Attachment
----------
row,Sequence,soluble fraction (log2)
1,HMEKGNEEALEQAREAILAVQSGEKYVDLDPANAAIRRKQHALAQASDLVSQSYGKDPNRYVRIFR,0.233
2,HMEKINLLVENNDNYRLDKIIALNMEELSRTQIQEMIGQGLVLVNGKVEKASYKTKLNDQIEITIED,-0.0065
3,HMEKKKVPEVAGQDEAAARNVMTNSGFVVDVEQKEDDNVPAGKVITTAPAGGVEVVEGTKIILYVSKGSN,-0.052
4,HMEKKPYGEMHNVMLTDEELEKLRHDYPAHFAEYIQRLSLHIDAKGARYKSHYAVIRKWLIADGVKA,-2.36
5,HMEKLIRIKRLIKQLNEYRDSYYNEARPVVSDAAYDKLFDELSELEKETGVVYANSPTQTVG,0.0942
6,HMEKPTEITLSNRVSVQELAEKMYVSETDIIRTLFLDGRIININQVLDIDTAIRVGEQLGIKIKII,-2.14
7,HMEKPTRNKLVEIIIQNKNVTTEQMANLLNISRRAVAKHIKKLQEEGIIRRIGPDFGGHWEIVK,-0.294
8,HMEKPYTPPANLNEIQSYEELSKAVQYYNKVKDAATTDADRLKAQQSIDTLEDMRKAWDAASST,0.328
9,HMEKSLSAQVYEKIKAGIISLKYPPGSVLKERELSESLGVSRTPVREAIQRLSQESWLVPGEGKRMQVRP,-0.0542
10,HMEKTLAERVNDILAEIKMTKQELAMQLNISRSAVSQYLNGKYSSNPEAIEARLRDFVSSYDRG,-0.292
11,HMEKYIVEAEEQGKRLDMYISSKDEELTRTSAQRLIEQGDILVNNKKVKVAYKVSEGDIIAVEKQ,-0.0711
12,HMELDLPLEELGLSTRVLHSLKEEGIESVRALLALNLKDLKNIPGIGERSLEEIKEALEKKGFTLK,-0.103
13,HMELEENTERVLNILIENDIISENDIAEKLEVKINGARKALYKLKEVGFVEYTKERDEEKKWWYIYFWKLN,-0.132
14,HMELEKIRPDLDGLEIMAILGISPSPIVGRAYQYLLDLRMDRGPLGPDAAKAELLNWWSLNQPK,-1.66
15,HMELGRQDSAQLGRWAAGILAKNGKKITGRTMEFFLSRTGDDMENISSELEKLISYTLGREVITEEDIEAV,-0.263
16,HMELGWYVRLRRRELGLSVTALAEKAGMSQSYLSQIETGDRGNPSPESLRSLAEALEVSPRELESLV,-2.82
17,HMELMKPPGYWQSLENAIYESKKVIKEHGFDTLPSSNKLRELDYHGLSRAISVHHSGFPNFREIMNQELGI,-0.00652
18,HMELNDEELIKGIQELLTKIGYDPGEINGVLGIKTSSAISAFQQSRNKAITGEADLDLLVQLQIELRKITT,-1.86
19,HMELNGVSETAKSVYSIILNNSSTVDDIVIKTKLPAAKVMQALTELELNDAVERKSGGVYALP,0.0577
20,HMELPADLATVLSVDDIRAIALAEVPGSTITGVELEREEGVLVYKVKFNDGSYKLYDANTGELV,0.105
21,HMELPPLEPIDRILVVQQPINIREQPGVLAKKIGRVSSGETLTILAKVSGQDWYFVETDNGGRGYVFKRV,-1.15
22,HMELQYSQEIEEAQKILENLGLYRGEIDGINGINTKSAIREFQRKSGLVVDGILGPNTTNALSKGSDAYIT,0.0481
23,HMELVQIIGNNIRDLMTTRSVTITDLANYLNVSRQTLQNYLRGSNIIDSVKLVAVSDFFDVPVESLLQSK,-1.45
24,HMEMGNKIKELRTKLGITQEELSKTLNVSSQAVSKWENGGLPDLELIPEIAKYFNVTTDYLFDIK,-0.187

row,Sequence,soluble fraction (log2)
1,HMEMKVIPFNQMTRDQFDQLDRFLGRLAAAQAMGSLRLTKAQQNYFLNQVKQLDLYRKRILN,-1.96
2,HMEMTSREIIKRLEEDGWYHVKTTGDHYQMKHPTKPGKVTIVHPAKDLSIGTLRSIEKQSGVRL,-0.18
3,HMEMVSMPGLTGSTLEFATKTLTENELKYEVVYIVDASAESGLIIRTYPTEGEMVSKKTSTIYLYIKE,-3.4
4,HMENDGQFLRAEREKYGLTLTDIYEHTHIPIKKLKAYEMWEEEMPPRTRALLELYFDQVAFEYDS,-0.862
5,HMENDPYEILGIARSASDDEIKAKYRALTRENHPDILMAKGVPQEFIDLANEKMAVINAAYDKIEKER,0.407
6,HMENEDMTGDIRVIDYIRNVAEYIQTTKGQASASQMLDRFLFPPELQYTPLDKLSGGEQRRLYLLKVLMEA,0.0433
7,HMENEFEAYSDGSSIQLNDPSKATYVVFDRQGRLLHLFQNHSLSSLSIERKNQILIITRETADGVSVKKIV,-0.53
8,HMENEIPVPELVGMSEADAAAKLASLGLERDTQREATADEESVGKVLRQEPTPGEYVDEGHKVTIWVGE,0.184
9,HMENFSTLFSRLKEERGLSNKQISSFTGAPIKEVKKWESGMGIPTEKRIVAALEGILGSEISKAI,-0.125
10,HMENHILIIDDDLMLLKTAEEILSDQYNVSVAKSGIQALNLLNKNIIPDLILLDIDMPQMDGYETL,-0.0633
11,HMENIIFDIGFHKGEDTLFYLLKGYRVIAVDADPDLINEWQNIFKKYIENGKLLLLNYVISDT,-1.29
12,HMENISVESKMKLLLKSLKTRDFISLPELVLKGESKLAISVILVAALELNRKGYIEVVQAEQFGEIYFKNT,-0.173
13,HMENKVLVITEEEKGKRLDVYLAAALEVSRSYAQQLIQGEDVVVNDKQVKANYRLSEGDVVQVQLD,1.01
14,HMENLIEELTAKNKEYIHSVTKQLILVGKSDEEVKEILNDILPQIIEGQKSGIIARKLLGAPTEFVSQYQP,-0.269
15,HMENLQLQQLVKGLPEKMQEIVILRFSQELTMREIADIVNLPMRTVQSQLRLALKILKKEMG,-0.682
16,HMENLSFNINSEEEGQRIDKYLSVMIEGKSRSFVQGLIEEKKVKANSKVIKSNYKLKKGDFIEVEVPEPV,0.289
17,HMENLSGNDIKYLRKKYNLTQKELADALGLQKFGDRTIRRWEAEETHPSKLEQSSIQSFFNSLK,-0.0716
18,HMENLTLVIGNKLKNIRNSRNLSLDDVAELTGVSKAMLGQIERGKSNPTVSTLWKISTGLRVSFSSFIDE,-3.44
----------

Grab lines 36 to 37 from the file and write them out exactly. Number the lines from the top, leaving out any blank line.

10,HMENHILIIDDDLMLLKTAEEILSDQYNVSVAKSGIQALNLLNKNIIPDLILLDIDMPQMDGYETL,-0.0633
11,HMENIIFDIGFHKGEDTLFYLLKGYRVIAVDADPDLINEWQNIFKKYIENGKLLLLNYVISDT,-1.29